The fourth inning of Game 3 began with a walk to Jorge Posada, followed by a single by Johnson and a double by Hideki Matsui. Martinez, working with a base open, had seen enough. With his next pitch he whistled a fastball behind the head of Karim Garcia. The pitch hit a stunned Garcia in the back.
"I don't think Pedro was trying to hurt him," says John Burkett, a Red Sox righthander since retired. "He was trying to send a message. It was, F--- this, I've got to put a scare into somebody. And he did." (Martinez claimed the pitch simply got away.)
In the bottom of the fourth inning that day, Red Sox leftfielder Manny Ramirez caused both benches to empty when, bat in hand, he glowered at Clemens after a pitch that was nowhere close to hitting him. Don Zimmer, the portly 72year-old Yankees bench coach, charged across the field at Martinez.
"He reached for my right arm," Martinez says. "I thought, Is he going to pull it? Is he trying to hurt me? I tossed him down."
Zimmer fell awkwardly to the ground in front of the Red Sox dugout. He would apologize through tears the next day for his actions, but that did not stop New York City mayor Michael Bloomberg from suggesting that Martinez would be arrested if he had acted that way in New York.
So it should have come as no surprise when, ahead 4--1 after a rather easy sixth inning in Game 7, Martinez sat next to assistant trainer Chris Correnti and said, "Chris, I'm a little fatigued."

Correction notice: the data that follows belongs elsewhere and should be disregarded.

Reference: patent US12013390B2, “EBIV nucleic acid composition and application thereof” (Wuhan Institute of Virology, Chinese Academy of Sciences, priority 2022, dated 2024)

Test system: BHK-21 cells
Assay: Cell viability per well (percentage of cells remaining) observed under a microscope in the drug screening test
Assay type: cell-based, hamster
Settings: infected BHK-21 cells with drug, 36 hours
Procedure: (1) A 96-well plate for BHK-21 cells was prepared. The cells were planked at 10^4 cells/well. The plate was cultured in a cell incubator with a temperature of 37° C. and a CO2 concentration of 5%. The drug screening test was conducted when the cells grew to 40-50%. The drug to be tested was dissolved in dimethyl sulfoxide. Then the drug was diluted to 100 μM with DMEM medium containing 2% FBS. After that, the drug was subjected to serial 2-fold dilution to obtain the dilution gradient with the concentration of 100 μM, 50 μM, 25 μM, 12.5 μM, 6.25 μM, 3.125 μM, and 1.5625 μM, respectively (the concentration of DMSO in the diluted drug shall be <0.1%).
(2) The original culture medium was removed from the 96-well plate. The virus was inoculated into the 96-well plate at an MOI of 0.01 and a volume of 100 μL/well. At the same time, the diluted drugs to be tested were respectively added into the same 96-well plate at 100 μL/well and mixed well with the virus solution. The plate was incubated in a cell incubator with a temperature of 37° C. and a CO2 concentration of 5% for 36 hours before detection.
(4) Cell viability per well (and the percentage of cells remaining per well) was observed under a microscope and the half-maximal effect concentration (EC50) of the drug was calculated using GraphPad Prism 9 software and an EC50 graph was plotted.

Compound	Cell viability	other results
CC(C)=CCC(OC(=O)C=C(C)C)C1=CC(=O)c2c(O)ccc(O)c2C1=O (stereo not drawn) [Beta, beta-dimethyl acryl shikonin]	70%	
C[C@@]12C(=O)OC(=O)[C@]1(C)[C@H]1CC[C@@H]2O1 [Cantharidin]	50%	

The Red Sox are a Calvinistic franchise. Fathers have passed to their sons, who have passed to their sons, a doctrine of predestination. Only by the grace of God, and not by a wicked starting rotation, can the Red Sox ever win a World Series again. The Calvinists' God, however, also marks certain souls for damnation. So it is that Fenway Park in the late innings of a close game can be churchlike in its silence. The faithful can only wait for God to do His work, knowing that it includes more damnation.
"I want to win a World Series with Boston more than anything else," Martinez says. "I'd rather win one with Boston than three or four with any other team. I've had so many people say to me they pray to God they don't die before the Red Sox win the World Series. But after that, they're satisfied, they can die."
The Yankees made Martinez exert himself in the seventh. Jason Giambi hit his second homer of the night to cut the lead to 4--2. Enrique Wilson and Garcia followed with singles. Martinez gamely fanned Alfonso Soriano, though it took a grueling six-pitch at bat to do so. He had thrown 100 pitches. As he walked off the mound, Martinez gave thanks to God by pointing to the sky, his usual coda to a full night's work.
In the far end of the dugout Garciaparra threw his arms around Martinez, a gesture of appreciation for his effort. At the other end of the dugout pitching coach Dave Wallace pulled his pitching log notebook from his pocket, scratched out Martinez's name and, with the lefthanded Johnson due up next inning, wrote in the name of lefthanded reliever Alan Embree.